Study Challenges Safety of Close Margins
PSA failure risk elevated in cancer patients within two cells of the surgical margin.
In a retrospective, 904-patient study, a team of pathologists and urologists found that 15% of patients whose cancer was within two cells of the surgical margin—conventionally described as negative—experienced an increase in PSA after surgery, as did 9% of those whose cancer was two to six cells from the margin—also convention-ally grouped with negative margins. By comparison, the rate was 14% in patients with completely negative margins and 18% in those with unequivocally positive margins.
However, the patients with such ‘abutting' or ‘close' margins did not experience a rise in PSA levels any more rapidly than did those with positive or even negative margins.
Furthermore, the multivariate regression analysis performed by the team, which was led by Lawrence True, MD, professor of pathology at the University of Washington Medical Center in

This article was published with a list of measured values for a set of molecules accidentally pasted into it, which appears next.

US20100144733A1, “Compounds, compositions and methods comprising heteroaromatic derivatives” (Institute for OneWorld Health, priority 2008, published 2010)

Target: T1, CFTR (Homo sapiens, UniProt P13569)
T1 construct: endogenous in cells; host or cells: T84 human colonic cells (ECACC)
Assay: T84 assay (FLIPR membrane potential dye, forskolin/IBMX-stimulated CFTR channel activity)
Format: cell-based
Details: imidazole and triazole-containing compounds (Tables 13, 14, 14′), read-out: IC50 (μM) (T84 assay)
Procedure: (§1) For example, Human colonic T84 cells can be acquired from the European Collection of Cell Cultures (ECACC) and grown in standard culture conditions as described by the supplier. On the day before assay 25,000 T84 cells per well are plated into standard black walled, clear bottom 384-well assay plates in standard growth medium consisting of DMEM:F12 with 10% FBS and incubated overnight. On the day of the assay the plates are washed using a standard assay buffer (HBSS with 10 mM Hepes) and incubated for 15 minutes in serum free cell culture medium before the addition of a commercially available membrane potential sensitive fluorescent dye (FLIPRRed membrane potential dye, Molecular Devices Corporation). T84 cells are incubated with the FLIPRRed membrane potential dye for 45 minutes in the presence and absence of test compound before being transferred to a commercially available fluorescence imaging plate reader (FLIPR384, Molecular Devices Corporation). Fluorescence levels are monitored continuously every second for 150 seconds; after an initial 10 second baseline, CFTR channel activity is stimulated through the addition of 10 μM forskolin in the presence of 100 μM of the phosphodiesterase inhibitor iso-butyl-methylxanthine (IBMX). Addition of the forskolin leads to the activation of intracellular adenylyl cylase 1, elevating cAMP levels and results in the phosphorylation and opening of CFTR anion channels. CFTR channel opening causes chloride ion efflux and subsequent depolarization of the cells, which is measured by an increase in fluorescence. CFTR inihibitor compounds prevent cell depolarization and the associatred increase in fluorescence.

The study involved consecutive patients undergoing radical prostatectomy for clinically localized prostate cancer at his institution between 1998 and 2007. Patients were excluded from the retrospective analysis if they had neoadjuvant hormonal, radiation or chemotherapy, or cancer that was staged greater than pT2, N0, or M0. Ninety-four percent of the patients had Gleason grade 6 or 7 and the median follow-up was two years.
A total of 35 patients had tumor abutting the surgical margin, 94 had tumor close to the margin, 154 had positive margins and 621 had negative margins. The median time to PSA failure was 295 days in those with abutting margins, 422 among the close-margin patients, 278 days among those with positive margins and 244 days in those with negative margins.
“If it is a nerve-sparing prostatectomy, the surgeon is going to trim very close to the edge of the prostate… and in some cases they might miss a few layers of cancerous cells,” Dr. True said. “My concern is that in that minority of patients whose tumor abuts the margin, it is significant for managing those patients. [At our center] we've been consistently reporting abutting margins for about eight years.”
The previous ‘gold standard' study in the field, led by Jonathan Epstein, MD, indicated that close or abutting margins were of no clinical significance (J Urol. 1997;157:241-243).
Commenting on the new findings, Peter Scardino, MD,
The new finding, he added, “rings true. If we can confirm this in larger studies, it could mean that a close margin is a risk factor [for disease progression], but it might not be as serious a risk factor as a positive margin.”